Anyone following the brilliant career of Harry Connick, Jr. knows there are many
musical sides to his personality: Big Band, New Orleans funk, classic American
standards, straight ahead jazz, and devilishly clever original songs all comprise
the colors of Harry's palette. Now, he brings it all together on 'Come By Me', Harry's
latest Columbia release. A seamless collection of standards and originals, the new
album shows why Harry Connick, Jr. easily takes his place alongside the best of
composers and performers.
Teaming as usual with producer Tracey Freeman, Harry reunited his 16-piece Big Band
and brought in a full symphony orchestra to punctuate his own spectacular orchestrations
and arrangements. Recorded at L.A.'s Capitol Studios last July, 'Come By Me' is the
work of a mature artist having come fully into his own voice.
The album kicks off with a pair of Connick originals, the sleek "Nowhere With Love"
and "Come By Me," a rollicking New Orleans stomper. The Henry Mancini classic
"Charade" is given a double-time rendition by Harry, the Big Band and strings, while
on Irving Berlin's "Change Partners," Harry experiments with lush orchestration,
including parts for English horn, bassoon and French horn. Harry's own "Easy For You
To Say" is a sly ballad, so self-assured it could be mistaken for a Gershwin or Arlen
classic. "I'm still learning," says Harry, "so a lot of my work will be based on the
great songwriters of the past. They've really had an effect on me."
On "Time After Time," Harry's piano playing takes center stage, while "Next Door Blues"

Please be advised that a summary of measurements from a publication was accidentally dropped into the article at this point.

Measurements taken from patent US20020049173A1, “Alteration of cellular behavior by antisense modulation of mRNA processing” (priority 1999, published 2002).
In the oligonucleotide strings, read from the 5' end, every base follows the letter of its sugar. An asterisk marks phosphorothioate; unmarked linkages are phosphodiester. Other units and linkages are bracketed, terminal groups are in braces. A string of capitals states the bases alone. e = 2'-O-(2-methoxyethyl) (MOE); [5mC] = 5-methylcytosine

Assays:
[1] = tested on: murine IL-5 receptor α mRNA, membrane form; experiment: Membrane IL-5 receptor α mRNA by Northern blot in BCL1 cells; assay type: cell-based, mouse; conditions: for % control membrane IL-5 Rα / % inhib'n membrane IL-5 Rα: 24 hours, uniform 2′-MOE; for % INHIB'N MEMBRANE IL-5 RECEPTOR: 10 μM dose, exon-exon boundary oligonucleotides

draws on the rich musical heritage of New Orleans. Says Harry, "That's the direction
I'm headed, exploring the music I grew up with in the context of a Big Band. I'll be
doing a lot more of this in the future." Leave it to Harry to take a war-horse like
"There's No Business Like Show Business" and turn it into something utterly fresh and
original, in this case a sly syncopated romp. Harry's own "A Moment With Me" blends
Big Band and strings in a muted plea for love. The beautiful Irish air "Danny Boy"
is given a reverential performance, while the classic "Cry Me A River" is transformed
into a stately New Orleans funeral dirge. Harry closes the album with a red hot
rendition of Cole Porter's "Love For Sale," with the full Big Band and orchestra.
Given the many years Harry Connick, Jr. has been a fixture on the American music scene,
it's stunning to realize he is only 31 years old. But despite the many accolades and
awards he's received, Harry finds his ultimate artistic goals still elusive. "Music
is difficult," he says. "It takes a long time to figure it out. Right now, I'm just
taking my time to keep learning my craft." If 'Come By Me' is any indication, he hasn't
far to go.